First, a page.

Green light for Heysham to M6 link road

David McCourt

Construction of the Heysham to M6 link road is set to begin this summer after the secretary of state for transport granted approval.

The estimated cost of the project is £123m. The department for transport will contribute £111m and Lancashire County Council will fund the remaining £12m.

Cllr Tim Ashton, cabinet member for highways and transport, said: "Lancashire has been anticipating this news for decades.

"The M6 link is more than just a road-building scheme, it will be an engine for economic growth for the whole region.

"The new road will reduce congestion and greatly increase the potential for investment in the surrounding area.

"To reach this point has taken many years of work by a number of organisations and individuals who have helped to make the case for the link road, and I'd like to thank them for their support and dedication."

The road will connect the peninsula directly to the M6, providing better access to Morecambe and industrial areas, which include the Port of Heysham and the Heysham power stations. It also aims to reduce congestion in the Lancaster area on Caton Road, Morecambe Road and the Greyhound and Skerton bridges.

The port, the third largest in the North West, is developing as a hub for services to Ireland and is the supply base for an offshore gas field and wind farms. The road would also improve access to a proposed third nuclear power station.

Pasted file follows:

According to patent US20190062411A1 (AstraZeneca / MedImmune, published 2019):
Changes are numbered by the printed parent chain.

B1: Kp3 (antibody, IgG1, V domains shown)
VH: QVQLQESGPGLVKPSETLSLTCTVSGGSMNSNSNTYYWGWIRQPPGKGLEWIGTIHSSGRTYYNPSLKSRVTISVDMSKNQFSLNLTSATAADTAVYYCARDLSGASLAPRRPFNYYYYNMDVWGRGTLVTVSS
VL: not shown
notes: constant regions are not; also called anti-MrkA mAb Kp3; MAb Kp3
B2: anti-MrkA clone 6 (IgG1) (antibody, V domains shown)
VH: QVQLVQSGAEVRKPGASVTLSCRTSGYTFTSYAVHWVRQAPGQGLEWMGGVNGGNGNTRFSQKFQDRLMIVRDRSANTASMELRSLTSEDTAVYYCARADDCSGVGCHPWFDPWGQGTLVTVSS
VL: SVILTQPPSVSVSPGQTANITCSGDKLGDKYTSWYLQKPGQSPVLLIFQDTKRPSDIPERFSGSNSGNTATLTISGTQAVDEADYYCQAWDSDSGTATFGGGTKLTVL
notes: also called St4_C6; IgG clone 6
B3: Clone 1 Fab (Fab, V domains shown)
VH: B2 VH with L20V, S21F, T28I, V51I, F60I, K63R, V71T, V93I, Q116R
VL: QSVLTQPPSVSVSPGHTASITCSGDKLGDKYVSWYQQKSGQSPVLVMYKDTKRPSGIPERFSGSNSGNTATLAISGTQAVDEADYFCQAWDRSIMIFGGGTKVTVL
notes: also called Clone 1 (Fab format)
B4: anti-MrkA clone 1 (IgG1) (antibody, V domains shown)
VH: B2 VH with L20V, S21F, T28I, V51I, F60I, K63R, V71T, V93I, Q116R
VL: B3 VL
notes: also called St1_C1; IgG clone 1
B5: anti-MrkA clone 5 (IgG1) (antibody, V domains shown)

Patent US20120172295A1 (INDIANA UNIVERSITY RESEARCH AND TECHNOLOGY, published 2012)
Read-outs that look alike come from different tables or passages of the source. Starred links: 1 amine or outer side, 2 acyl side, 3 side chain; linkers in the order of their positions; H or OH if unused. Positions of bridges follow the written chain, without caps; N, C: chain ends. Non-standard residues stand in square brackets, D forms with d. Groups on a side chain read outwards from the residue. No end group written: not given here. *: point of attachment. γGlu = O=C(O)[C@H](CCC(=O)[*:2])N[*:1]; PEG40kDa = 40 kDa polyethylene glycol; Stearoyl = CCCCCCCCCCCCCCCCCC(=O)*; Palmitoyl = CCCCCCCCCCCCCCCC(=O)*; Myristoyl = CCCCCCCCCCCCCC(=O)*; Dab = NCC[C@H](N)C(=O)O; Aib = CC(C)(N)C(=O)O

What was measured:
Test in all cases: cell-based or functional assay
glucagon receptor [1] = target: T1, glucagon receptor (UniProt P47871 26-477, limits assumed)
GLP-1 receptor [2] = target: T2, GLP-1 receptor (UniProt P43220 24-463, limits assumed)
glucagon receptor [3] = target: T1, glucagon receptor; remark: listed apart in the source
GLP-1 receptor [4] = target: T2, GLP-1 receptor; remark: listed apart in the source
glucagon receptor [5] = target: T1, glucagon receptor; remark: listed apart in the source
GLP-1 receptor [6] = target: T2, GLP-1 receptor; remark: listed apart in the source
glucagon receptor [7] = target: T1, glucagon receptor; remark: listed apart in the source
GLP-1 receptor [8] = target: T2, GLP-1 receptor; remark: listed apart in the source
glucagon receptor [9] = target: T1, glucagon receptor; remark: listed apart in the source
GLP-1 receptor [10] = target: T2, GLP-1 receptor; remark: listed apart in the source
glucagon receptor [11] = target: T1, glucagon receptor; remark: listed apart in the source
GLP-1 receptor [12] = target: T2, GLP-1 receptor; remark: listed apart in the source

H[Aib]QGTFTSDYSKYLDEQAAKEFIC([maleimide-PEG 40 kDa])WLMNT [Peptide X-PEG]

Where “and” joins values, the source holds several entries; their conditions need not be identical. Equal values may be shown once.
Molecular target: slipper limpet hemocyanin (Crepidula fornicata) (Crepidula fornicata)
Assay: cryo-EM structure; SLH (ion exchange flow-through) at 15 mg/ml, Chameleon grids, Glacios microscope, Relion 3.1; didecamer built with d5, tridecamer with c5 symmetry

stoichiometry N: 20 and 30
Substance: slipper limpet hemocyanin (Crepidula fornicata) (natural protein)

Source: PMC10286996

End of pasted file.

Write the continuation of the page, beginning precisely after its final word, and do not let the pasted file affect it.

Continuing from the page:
The link road project features a park and ride scheme with buses running into Lancaster city centre, and bus priority, cycle and walking measures.

More than 3,000 people are due to be employed during construction, whilst a minimum of 100 local unemployed people will receive training and jobs.

The scheme includes a number of measures to protect the environment by improving wildlife habitats, tree cover and watercourses.

The government approval includes compulsory purchase powers as well as planning permission, and the county council will now write to the affected landowners and start the formal process of acquiring the remaining land required for the road.

Archaeological investigation works have begun, and involve using excavators to dig trial trenches to establish if there are any finds that require further investigation before the main construction works begin later in the summer.

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